After I got back from Anne Marie and Ferdinands we had girl talk. Apparently Tchoha has a boy who lives here in Salt Lake who she is really interested in. Imagine if Tchoha moved to UTAH! That would be wonderful. Heather told me somethings too that I found very curious, because it showed just how small the world was. When Tandice got home from the Stake Young Womens activity she started moving all of her sheets downstairs. I fought her off and insisted that I sleep downstairs intead. I was pretty stubborn about it, taking her things upstairs and moving my down so she gave in.

Before going to bed I called President Cannon which felt weird because I didn’t ask my district leader if I could… but it was SO good to talk to him. It was like catching up with a very close old friend. He invited me to come stay at his house anytime throughout our stay in Quebec and to sit in on his meeting with the Assistants the next Monday morning. I couldn’t wait, of course.

Voyage au Quebec: le 17 novembre, 2012

Carissa and I didn’t fall asleep until probably four in the morning, but we got up faithfully at 7:30 so I could get her to work on time. I’m not sure how this girl does it, because I’m pretty sure that this is an everyday thing. I went back to her house and got ready for the day in her room (which felt weird) and then I went upstairs to chat with Jenn Butler. Jenn was baptized the very first weekend of my mission. i never mentioned her much in letters because I didn’t actually have the occasion to teach her except for the recent convert lessons. She is the girl who once told me, ‘Don’t take prozac- get baptized!” The gospel brought her THAT much joy. Fast forward to November 17th, 2012 and we are conversing about how Jonan her highschool boyfriend will be coming home from his mission in a short 10 days. You could tell that she was filled to the brim with anxiety and excitement.

jennandjonan

aren’t they adorable? He’s home now (I’m late posting this-obviously)… and this is them as they are reunited.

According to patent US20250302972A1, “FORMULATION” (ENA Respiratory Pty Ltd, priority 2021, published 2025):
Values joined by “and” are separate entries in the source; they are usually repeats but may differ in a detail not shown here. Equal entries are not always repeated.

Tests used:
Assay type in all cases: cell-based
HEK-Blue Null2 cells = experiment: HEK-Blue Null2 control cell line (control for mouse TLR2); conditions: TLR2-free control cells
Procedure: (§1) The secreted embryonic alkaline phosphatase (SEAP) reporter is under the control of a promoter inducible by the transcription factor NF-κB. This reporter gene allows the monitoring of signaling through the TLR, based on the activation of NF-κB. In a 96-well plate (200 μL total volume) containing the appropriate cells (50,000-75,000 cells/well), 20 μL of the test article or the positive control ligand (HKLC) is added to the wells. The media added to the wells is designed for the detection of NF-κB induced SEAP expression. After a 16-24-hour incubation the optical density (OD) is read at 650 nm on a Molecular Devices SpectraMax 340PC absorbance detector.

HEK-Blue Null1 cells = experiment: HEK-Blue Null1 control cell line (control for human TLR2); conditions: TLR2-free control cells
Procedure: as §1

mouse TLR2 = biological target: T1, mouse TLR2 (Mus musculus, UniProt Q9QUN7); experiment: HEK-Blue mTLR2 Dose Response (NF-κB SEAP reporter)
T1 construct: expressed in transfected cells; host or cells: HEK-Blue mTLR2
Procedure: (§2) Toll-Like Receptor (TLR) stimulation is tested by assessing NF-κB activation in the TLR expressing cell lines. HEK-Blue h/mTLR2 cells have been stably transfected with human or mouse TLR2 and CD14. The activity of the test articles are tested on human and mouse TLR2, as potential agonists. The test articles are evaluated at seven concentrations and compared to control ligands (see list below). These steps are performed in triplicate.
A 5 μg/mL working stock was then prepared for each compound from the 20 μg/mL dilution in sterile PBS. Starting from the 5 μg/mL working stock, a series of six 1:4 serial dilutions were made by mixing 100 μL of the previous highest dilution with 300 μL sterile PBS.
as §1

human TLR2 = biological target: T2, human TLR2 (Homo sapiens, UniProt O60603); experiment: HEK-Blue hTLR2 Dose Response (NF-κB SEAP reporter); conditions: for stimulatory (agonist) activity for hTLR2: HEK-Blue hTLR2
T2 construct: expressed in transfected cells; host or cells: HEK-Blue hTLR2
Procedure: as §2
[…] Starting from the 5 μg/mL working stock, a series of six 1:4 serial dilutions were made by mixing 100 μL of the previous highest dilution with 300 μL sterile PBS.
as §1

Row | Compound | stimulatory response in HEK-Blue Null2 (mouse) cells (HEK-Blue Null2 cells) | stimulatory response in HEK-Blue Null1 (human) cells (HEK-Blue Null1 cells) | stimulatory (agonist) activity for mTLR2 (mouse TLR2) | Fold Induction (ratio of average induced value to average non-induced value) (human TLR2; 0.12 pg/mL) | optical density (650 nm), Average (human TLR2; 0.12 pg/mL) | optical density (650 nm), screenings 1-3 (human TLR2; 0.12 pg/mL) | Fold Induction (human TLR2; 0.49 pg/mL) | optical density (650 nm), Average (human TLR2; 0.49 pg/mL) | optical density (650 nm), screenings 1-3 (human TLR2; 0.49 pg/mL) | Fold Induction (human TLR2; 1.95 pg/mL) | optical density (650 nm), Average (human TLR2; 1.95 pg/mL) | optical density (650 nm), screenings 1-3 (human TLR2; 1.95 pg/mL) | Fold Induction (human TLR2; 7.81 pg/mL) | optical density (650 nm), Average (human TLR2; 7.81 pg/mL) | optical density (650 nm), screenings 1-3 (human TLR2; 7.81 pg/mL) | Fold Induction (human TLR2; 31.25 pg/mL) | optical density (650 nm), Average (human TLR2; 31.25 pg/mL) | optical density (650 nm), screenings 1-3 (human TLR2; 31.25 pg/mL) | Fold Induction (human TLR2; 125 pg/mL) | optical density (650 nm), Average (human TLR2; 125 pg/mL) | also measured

As soon as I had packed up my things, I loaded up the car and drove directly to Victors place. I had called to confirm the preceding afternoon and he told me the wonderful news about a new baby in the family! Cuirine was 2 months pregnant when I left, but of course it was too early to be telling me. The little girl was two weeks old when I got to hold and meet her. Her name is Rachelle. ūüôā

I found out almost immediately, that even if I don’t live in Quebec anymore people find it hard to be ‘scheduled in’ so everything takes longer. I was late to visit with Ryan, but luckily my following appointment was gracious and said that I could come a half hour later. Ryan and I caught up on his life and his current endeavors and we walked to my favorite dam/waterfall that I had always wanted to take a picture by, but had never found the opportunity. Lucky me that he lives right across the street from it!

Kat and I met up at the Billings Bridge mall. We had lunch, talked, discovered how disgusting their public bathrooms are, and took pictures with Santa! Kat is from Bulgaria and she had never done it before- so it was especially fun for her.

Finally, after the sun had set on beautiful Ottawa (although the sun sets at about four o’clock pm this time of year) I made my way to Aylmer, Gatineau where I visited the Burock family. They were so sweet and gracious. The children had drawn pictures for me, they made a beautiful dinner for me, we caught up on our common friends/the ward, and we watched a movie together although i can’t remember which one. Little Melissa was sitting on my lap and seeing as she is a ‘hot body’ as mom used to always call us, she made me very sleepy.

I got to sleep on the bottom bunk in the childrens room where Brian normally sleeps. Melissa kept saying, “avez-vous une chanson pour me faire dormir?” I told her that I couldn’t think of one, but she was quick to clarify that it didn’t have to be in French. So I sang her “Castle on a Cloud” which is a song that I used to sing to polly all of the time at night. I sang it once, she said Thank you and then a quick “BONNE NUIT!” Little did I know that it was just the start of the “BONNE NUIT!”. She said she couldn’t sleep every thirty minutes for the next two hours and I would have to sing the song again. Finally I pretended to be asleep and she shouted BONNE NUIT probably twenty times before she climbed off her bunk to shake me awake until I would in turn respond’ bonne nuit’. at 4:30 am she woke me up because she needed to go to the bathroom. I told her that she could go if she wanted, but she said she couldn’t go alone. The bathroom door is connected to their room. All I did was stand up so that she could go in and close the door. There I waited until she finished. It is now 4:36 and she tells me that I have to sing to her again… so I do. It was half heartedly and most likely half as pretty too, but it suited her well. I woke up at 7 for good just to find that she had left to sleep in her parents room. They told me in the morning that “Soeur Pace ne reveille plus”. I smiled and was grateful to have some of my dad’s genes afterall.